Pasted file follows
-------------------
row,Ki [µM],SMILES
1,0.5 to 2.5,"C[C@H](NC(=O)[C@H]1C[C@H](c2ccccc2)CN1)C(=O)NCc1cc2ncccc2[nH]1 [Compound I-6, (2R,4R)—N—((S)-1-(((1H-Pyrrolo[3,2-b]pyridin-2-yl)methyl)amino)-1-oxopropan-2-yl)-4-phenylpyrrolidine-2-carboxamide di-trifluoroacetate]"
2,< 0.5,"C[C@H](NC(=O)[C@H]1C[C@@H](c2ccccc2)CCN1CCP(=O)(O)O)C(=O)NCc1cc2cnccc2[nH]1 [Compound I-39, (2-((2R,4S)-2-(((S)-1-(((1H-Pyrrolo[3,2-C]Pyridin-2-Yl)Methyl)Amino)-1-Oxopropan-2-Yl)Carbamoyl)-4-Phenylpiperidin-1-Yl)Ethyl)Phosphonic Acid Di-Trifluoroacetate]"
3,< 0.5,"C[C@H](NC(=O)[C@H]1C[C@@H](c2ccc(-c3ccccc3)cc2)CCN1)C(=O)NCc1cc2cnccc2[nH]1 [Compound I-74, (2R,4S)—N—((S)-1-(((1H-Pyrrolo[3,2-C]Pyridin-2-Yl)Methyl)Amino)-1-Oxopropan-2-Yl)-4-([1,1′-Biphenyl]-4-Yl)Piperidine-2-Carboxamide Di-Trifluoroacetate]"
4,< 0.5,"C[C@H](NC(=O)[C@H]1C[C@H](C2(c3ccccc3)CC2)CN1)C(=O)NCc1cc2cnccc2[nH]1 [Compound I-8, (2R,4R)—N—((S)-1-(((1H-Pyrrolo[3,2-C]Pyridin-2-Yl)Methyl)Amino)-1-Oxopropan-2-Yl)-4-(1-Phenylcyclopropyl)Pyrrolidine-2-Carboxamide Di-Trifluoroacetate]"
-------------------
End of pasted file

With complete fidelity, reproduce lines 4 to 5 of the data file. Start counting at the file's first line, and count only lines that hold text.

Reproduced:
3,< 0.5,"C[C@H](NC(=O)[C@H]1C[C@@H](c2ccc(-c3ccccc3)cc2)CCN1)C(=O)NCc1cc2cnccc2[nH]1 [Compound I-74, (2R,4S)—N—((S)-1-(((1H-Pyrrolo[3,2-C]Pyridin-2-Yl)Methyl)Amino)-1-Oxopropan-2-Yl)-4-([1,1′-Biphenyl]-4-Yl)Piperidine-2-Carboxamide Di-Trifluoroacetate]"
4,< 0.5,"C[C@H](NC(=O)[C@H]1C[C@H](C2(c3ccccc3)CC2)CN1)C(=O)NCc1cc2cnccc2[nH]1 [Compound I-8, (2R,4R)—N—((S)-1-(((1H-Pyrrolo[3,2-C]Pyridin-2-Yl)Methyl)Amino)-1-Oxopropan-2-Yl)-4-(1-Phenylcyclopropyl)Pyrrolidine-2-Carboxamide Di-Trifluoroacetate]"